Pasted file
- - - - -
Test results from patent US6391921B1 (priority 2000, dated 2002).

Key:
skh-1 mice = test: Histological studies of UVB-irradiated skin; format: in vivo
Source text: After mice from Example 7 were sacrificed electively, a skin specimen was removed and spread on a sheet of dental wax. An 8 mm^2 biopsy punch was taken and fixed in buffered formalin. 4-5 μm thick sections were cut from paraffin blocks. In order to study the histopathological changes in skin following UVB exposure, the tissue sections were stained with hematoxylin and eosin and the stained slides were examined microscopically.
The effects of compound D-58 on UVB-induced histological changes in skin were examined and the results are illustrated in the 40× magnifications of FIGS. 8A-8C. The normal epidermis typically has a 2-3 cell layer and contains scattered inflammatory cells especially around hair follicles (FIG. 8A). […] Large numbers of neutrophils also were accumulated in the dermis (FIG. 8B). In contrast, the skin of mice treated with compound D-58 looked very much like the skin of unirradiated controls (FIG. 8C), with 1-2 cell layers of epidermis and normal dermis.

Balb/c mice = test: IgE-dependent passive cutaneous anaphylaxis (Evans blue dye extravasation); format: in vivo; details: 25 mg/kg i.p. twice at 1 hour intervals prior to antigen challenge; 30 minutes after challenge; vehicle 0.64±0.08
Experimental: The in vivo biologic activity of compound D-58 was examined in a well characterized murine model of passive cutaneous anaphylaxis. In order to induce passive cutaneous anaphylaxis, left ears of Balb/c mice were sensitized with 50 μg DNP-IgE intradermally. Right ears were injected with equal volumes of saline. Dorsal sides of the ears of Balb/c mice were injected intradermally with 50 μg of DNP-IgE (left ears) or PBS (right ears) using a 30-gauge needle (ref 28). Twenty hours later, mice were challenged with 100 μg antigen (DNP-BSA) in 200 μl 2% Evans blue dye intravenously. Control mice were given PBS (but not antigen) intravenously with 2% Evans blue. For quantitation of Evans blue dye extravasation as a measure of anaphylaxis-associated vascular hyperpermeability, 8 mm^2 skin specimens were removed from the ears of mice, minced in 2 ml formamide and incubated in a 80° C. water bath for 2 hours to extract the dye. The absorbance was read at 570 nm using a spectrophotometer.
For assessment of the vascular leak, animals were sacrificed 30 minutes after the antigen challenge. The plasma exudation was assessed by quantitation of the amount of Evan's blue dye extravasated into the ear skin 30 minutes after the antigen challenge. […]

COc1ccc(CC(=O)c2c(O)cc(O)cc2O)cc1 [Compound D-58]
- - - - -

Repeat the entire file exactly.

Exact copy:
Test results from patent US6391921B1 (priority 2000, dated 2002).

Key:
skh-1 mice = test: Histological studies of UVB-irradiated skin; format: in vivo
Source text: After mice from Example 7 were sacrificed electively, a skin specimen was removed and spread on a sheet of dental wax. An 8 mm^2 biopsy punch was taken and fixed in buffered formalin. 4-5 μm thick sections were cut from paraffin blocks. In order to study the histopathological changes in skin following UVB exposure, the tissue sections were stained with hematoxylin and eosin and the stained slides were examined microscopically.
The effects of compound D-58 on UVB-induced histological changes in skin were examined and the results are illustrated in the 40× magnifications of FIGS. 8A-8C. The normal epidermis typically has a 2-3 cell layer and contains scattered inflammatory cells especially around hair follicles (FIG. 8A). […] Large numbers of neutrophils also were accumulated in the dermis (FIG. 8B). In contrast, the skin of mice treated with compound D-58 looked very much like the skin of unirradiated controls (FIG. 8C), with 1-2 cell layers of epidermis and normal dermis.

Balb/c mice = test: IgE-dependent passive cutaneous anaphylaxis (Evans blue dye extravasation); format: in vivo; details: 25 mg/kg i.p. twice at 1 hour intervals prior to antigen challenge; 30 minutes after challenge; vehicle 0.64±0.08
Experimental: The in vivo biologic activity of compound D-58 was examined in a well characterized murine model of passive cutaneous anaphylaxis. In order to induce passive cutaneous anaphylaxis, left ears of Balb/c mice were sensitized with 50 μg DNP-IgE intradermally. Right ears were injected with equal volumes of saline. Dorsal sides of the ears of Balb/c mice were injected intradermally with 50 μg of DNP-IgE (left ears) or PBS (right ears) using a 30-gauge needle (ref 28). Twenty hours later, mice were challenged with 100 μg antigen (DNP-BSA) in 200 μl 2% Evans blue dye intravenously. Control mice were given PBS (but not antigen) intravenously with 2% Evans blue. For quantitation of Evans blue dye extravasation as a measure of anaphylaxis-associated vascular hyperpermeability, 8 mm^2 skin specimens were removed from the ears of mice, minced in 2 ml formamide and incubated in a 80° C. water bath for 2 hours to extract the dye. The absorbance was read at 570 nm using a spectrophotometer.
For assessment of the vascular leak, animals were sacrificed 30 minutes after the antigen challenge. The plasma exudation was assessed by quantitation of the amount of Evan's blue dye extravasated into the ear skin 30 minutes after the antigen challenge. […]

COc1ccc(CC(=O)c2c(O)cc(O)cc2O)cc1 [Compound D-58]